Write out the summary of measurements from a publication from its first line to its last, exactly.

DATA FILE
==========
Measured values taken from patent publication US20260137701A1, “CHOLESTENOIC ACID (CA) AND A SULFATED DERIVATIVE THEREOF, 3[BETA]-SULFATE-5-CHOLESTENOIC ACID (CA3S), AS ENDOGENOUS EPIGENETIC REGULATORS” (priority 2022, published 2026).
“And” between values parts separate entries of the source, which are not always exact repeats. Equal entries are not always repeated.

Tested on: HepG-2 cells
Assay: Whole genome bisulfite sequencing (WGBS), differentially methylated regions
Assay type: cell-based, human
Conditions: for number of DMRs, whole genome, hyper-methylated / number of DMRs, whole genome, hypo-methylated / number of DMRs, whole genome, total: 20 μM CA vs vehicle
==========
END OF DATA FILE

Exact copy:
Measured values taken from patent publication US20260137701A1, “CHOLESTENOIC ACID (CA) AND A SULFATED DERIVATIVE THEREOF, 3[BETA]-SULFATE-5-CHOLESTENOIC ACID (CA3S), AS ENDOGENOUS EPIGENETIC REGULATORS” (priority 2022, published 2026).
“And” between values parts separate entries of the source, which are not always exact repeats. Equal entries are not always repeated.

Tested on: HepG-2 cells
Assay: Whole genome bisulfite sequencing (WGBS), differentially methylated regions
Assay type: cell-based, human
Conditions: for number of DMRs, whole genome, hyper-methylated / number of DMRs, whole genome, hypo-methylated / number of DMRs, whole genome, total: 20 μM CA vs vehicle